Michael Orton co-authored one of the most read articles in JPSJ in 2018
Dr Michael Orton co-authored a journal article titled An agenda for fixing the social security/welfare benefits system that has been among the ten most read articles in the Journal of Poverty and Social Justice (JPSJ) in 2018. For free access until 28 February 2019 click here.
Batty, S. and Orton, M. (2018) ‘An agenda for fixing the social security/welfare benefits system’ Journal of Poverty and Social Justice 26 (2), 291-295.
New ESRC-funded PhD studentships from the Midlands Graduate School DTP
IER has been awarded two new ESRC-funded PhD studentships from the Midlands Graduate School Doctoral Training Partnership (DTP).
(1) The Collaborative Studentship with the Living Wage Foundation on ‘Understanding employer delivery of good work in the UK’ will be supervised by Professor Chris Warhurst and Sally Wright. For full details about the scholarship click here and for information on how to apply here. The application deadline is Monday, 11th March at 5pm.
(2) The Joint Studentship 'Social inequalities entering civvy street: researching the importance of class and gender in determining labour market outcomes of military veterans,' will be supervised by Professor Clare Lyonette (IER) and Professor Tracey Warren (University of Nottingham). Further details are available here. The application deadline is Friday, 15th March at 5pm.
Workshop: An international perspective on child development
As part of IER’s ESRC-funded Impact Accelerator NGO data fund, Puja Marwaha, CEO of Child’s Rights and You (CRY), India, will be talking about ‘Malnutrition: the Grave Reality in India that Can be Changed’ at a workshop on 7th March, 11am to 3pm. The event will be held in room B0.41 Social Sciences building, University of Warwick. A sandwich lunch will be provided.
The workshop aims to bring together people from academia and outside of academia working in the development sector towards improving the lives of children. It will engage in discussions focusing on issues such as malnutrition among children in India, childhood poverty, child labour, child marriage, education, and children’s rights.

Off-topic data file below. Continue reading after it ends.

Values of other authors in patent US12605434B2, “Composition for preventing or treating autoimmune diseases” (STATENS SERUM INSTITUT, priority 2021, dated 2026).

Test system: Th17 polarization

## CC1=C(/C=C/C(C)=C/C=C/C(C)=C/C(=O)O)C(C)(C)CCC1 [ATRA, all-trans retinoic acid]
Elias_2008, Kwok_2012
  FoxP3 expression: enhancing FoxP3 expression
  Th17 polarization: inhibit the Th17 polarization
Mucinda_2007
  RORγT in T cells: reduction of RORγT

For further details please contact Sudipa Sarkar (S.Sarakar.firstname.lastname@example.org) and for registration Lynne Marston (L.Marston@warwick.ac.uk) by 4th of March.
Professor Clare Lyonette chaired a symposium for the Public Policy Exchange on closing the gender pay gap
Morning speakers focused upon tackling gender inequalities and reviewing latest policies and included Alasdair MacDonald, Director of Programmes at the Equality and Human Rights Commission, Dr Carole Easton OBE, Chief Executive of Young Women's Trust, and Julie Jaye Charles, CEO of Equalities National Council.
The afternoon speakers focused on embedding gender equality and supporting women in your workplace: Jenny Pollock and Emma Shute from Women to Work, and Chloe Chambraud, Gender Equality Director from Business in the Community. Delegates included academics, union representatives, government representatives, local and district councillors and HR directors from a variety of public and private sector organisations.